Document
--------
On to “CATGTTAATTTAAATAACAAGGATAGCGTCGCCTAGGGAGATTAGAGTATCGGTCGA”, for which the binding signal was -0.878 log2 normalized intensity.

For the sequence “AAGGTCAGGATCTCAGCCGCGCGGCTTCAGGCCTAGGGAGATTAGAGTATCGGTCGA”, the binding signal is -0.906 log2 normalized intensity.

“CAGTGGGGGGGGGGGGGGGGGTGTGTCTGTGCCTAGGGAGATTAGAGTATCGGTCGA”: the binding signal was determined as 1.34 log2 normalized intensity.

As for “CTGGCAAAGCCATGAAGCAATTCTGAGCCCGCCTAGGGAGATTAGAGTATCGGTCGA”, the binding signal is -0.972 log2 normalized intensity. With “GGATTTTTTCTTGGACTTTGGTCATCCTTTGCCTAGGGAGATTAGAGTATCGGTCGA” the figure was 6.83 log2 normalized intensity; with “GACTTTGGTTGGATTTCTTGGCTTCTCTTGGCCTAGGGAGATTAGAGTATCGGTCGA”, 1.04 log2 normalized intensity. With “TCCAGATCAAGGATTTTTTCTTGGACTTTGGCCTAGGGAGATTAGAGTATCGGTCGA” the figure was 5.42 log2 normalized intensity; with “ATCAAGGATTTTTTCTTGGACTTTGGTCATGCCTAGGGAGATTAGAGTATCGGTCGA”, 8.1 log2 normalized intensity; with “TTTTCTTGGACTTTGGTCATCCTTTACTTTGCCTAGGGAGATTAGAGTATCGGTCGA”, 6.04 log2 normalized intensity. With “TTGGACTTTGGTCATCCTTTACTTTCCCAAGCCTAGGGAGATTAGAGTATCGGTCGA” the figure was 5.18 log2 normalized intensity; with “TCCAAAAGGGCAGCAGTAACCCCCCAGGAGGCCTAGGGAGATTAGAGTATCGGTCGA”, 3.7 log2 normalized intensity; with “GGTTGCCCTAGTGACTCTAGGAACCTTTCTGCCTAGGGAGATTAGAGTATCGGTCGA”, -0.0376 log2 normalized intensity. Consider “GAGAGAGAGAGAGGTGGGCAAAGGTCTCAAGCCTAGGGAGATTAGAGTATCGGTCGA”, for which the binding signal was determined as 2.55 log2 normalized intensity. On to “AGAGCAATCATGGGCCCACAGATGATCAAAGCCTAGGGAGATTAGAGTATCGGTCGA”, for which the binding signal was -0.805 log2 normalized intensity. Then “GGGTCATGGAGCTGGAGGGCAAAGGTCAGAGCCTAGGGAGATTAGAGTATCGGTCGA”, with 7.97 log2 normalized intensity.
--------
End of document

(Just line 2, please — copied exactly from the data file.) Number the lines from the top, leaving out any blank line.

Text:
For the sequence “AAGGTCAGGATCTCAGCCGCGCGGCTTCAGGCCTAGGGAGATTAGAGTATCGGTCGA”, the binding signal is -0.906 log2 normalized intensity.